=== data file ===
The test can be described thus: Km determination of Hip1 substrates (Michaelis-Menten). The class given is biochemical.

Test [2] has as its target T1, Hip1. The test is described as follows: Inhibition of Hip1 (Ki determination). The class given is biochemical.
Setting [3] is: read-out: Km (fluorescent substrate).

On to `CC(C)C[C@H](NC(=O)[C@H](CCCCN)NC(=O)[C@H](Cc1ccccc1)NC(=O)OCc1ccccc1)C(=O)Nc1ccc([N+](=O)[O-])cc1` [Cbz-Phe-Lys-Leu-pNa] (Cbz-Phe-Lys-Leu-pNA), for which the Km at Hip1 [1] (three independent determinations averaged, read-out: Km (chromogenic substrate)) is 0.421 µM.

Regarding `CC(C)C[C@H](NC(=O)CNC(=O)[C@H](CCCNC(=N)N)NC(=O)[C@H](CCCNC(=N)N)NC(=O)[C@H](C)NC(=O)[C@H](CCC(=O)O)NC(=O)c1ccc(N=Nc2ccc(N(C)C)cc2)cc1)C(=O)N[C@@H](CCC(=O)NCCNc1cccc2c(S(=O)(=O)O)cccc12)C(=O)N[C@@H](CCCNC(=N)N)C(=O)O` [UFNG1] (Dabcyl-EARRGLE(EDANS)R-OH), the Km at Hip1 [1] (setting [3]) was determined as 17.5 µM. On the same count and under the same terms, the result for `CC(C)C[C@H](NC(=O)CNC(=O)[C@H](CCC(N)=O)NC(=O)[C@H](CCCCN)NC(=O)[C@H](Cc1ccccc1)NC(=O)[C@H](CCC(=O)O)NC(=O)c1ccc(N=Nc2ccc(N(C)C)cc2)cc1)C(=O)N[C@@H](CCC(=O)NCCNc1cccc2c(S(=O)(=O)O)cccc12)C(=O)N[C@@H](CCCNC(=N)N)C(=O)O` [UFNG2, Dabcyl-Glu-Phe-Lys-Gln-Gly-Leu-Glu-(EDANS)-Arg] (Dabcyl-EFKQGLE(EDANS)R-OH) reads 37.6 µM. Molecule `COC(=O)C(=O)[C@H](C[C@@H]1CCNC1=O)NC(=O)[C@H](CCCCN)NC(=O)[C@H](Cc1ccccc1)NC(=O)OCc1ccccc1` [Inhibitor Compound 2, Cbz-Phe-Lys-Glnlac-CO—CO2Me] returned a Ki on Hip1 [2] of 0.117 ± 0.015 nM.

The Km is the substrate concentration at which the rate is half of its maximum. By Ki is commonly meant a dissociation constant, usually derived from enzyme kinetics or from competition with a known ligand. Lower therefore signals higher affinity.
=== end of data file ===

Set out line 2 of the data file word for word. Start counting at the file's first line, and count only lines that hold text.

Test [2] has as its target T1, Hip1. The test is described as follows: Inhibition of Hip1 (Ki determination). The class given is biochemical.